Dimensions:  Max vertical 18" Max horizontal 30" depth: unlimited.  Budget $500.
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duane massey

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Re: Good brands vs bad brands
« Reply #15 on: July 06, 2013, 02:31:34 am »

A custom-designed and built box should be feasible, given the issues you are working with. Won't be rider-friendly, but that doesn't seem to be an issue in your situation.
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Duane Massey
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Brian Jones

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Re: Good brands vs bad brands
« Reply #16 on: July 06, 2013, 04:47:37 am »

One option, since we're talking custom designs here, is building from tested designs.
There might be better out there, but for your use and budget, I think a Tuba 24 which can be built as a 16x24x24 cab and will work fine laying on its side, would be a good fit. Under 18" tall, and under 30" wide. Can be built for $150, but that's using the Eminence BP102 driver. The more recommended driver would cost more, but you would still be under $500. The rub is, you would need to find someone who can build it. Do you have someone like that?

You can determine if this will meet your needs by visiting Bill Fitzmaurice's forum and seeing what sort of output others are getting from that design. My guess is, you wouldn't be able to do much better on your budget given the space constraints. A lot would depend on the output rating of your amp though too. If it is a little on the underpowered side, a horn loaded cab like this would be perfect to boost the SPL.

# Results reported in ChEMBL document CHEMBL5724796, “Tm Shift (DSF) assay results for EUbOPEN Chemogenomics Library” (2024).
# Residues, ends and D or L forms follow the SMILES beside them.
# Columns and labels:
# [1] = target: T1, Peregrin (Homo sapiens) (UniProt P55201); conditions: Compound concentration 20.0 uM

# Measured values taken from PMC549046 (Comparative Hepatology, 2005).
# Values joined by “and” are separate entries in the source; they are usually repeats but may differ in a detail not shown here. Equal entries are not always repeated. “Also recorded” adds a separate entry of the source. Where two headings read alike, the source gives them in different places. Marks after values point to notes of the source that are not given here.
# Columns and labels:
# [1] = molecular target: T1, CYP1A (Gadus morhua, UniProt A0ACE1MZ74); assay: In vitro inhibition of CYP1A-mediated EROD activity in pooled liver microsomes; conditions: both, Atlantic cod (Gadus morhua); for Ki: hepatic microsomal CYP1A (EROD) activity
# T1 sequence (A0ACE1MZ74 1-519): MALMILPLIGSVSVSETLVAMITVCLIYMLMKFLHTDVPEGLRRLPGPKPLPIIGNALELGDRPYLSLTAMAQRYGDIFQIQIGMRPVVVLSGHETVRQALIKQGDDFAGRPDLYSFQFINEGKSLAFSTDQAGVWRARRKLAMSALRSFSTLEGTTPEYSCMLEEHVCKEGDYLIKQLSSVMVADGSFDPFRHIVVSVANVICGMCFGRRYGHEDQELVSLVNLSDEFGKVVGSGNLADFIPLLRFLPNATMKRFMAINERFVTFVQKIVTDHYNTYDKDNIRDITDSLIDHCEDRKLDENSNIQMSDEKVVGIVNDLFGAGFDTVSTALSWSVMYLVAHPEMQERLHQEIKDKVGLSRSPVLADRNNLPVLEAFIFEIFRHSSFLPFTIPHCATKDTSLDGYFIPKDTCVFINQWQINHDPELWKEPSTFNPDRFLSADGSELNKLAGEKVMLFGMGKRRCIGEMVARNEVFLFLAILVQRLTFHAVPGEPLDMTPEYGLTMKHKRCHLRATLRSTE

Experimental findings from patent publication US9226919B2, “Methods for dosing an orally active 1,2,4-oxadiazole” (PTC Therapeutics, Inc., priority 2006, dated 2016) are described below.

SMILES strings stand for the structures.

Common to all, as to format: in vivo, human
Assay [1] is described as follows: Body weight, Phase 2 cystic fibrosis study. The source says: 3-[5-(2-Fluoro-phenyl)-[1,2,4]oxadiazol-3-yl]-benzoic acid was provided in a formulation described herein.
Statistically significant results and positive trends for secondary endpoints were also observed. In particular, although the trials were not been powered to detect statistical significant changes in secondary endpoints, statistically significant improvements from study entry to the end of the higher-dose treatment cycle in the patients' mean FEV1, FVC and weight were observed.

http://www.billfitzmaurice.com/T24.html
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David Allred

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Re: Good brands vs bad brands
« Reply #17 on: July 06, 2013, 01:09:46 pm »

What about placing a table, or other functional furniture in front of the stage with the sub concealed under it?  Flower stand, monitor platform, etc.

David
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Brad Weber

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Re: Good brands vs bad brands
« Reply #18 on: July 08, 2013, 05:33:42 pm »

The stage is in the rough in phase but well beyond the point of changing it's height.  I have discussed placement with the contractor so size and location should be good.
I would verify that nothing was miscommunicated or misunderstood.  I have been through too many experiences where what one party assumed will be 18" clear actually turns out to be 18" to the top of the deck, which once you subtract the finished floor, subfloor, framing, etc. may mean less than 9" clear.  And along similar lines, you might also want to make sure that creating a 30" wide, unlimited depth clear space is not going to potentially affect the stage framing and end up doing something like requiring 2x6 framing rather than 2x4 and thus reducing the clear height available.
 
Also consider that if you simply put a subwoofer under the stage then much of its energy is going to radiate under the stage, so you might want to construct some type of enclosure into the stage construction that would reduce the subwoofer energy radiated back into that big resonant cavity.